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How has teen body image been impacted by the pandemic?

The pandemic has turned life as we know it on its head and has undoubtedly had a profound impact on the emotional wellbeing of the entire nation.

Research carried out by mental health charity Mind has found that more than half (60%) of adults and two thirds (68%) of young people feel their mental health has gotten worse as a result of lockdown.

With life seemingly on pause, it is unsurprising that people across the UK are experiencing heightened levels of anxiety and depression.

When it comes to young people, being a teenager is challenging enough, without having to navigate a global pandemic.

While the extent to which the pandemic has impacted teenagers is yet to be fully understood, children's charity, Barnardos reports that it has seen a worrying increase in anxiety, sleep dysfunction, stress, depression, self-harm and suicidal thoughts as well as a reduction in self-esteem.

With every aspect of teenagers lives - from school to socialising with friends and keeping in touch with extended family - now all taking place online, it is unsurprising that lockdown and the increased use of video software has impacted their self-esteem and body image.

From our own research, we know that the increased use of video conferencing, both for work and keeping in touch with friends and family, has led to 69% of respondents saying they have generally felt either ‘quite aware’ or ‘extremely aware’ of their own appearance as a result.

While this has led to fears for a surge in cosmetic procedures following the pandemic, we are already seeing the impact the pandemic is having on issues surrounding body image and self-esteem manifest in other ways.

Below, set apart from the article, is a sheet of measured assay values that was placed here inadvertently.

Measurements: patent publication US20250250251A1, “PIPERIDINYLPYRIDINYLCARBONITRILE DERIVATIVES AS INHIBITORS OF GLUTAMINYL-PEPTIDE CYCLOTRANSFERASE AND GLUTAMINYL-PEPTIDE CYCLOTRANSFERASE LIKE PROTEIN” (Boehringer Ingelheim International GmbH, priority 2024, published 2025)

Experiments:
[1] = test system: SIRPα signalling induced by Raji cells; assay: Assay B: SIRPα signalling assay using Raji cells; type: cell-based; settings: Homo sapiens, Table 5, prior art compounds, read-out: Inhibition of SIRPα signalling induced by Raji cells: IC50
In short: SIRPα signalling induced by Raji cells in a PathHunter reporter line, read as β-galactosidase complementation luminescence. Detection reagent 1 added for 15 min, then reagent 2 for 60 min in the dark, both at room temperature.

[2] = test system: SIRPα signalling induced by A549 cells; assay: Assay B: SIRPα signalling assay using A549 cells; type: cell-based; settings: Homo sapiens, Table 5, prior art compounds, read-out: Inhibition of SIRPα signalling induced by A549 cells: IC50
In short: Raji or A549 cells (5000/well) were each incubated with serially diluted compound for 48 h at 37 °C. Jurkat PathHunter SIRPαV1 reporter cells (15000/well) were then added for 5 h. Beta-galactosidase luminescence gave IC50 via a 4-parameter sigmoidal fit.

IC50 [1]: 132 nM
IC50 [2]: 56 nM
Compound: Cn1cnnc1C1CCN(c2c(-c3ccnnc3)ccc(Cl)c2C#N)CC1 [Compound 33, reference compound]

Earlier in the month, leading eating disorder charity Beat reported that demand for its services has increased by 173% since February 2020. This includes calls, online chat functions and direct messages on social media, dealt with by the charity

Speaking exclusively to the Independent, Jess Griffiths, the charity’s clinical lead, said: “A lot of families are contacting us saying my child has deteriorated in six weeks. It is really terrifying for them.”

There is no single reason for this, but throughout the pandemic the sustained discussion surrounding weight gain and the range of fitness challenges that have been promoted creates additional pressure. For young people who are having to navigate this period of uncertainty without their usual support network, it can be easy to fall victim to negative thoughts.

With schools closed, team sports cancelled and opportunities to socialise with friends limited, teenagers are finding themselves increasingly isolated and are relying on digital platforms and social media to stay connected, which can have its own pitfalls.

A lot has been written about the impact of social media on young people's body image, with TikTok being the latest platform to come under fire.

Recently, Insider reported that plastic surgery was aggressively being promoted to children as young as 14 - despite the site claiming to have banned cosmetic surgery ads. This has led medical experts to fearing what the long term damage could be for the platform's young and impressionable audience.

Fundamentally, the Covid-19 crisis has placed increased pressure on young people - both in terms of the emotional wellbeing and self-esteem. With both so closely linked to body image, it is unsurprising that we are starting to see evidence that suggests the pandemic might be negatively impacting teens to a greater extent than other age groups.

Now more than ever, it is really hard to be a teenager. Parents play an important role in supporting young people with the challenges of growing up. It really isn't easy but we’ve pulled together some tips to help improve your teenage child’s confidence and self-esteem:

If you're concerned about the impact of the pandemic on your child’s body image and need advice, speak to a professional.

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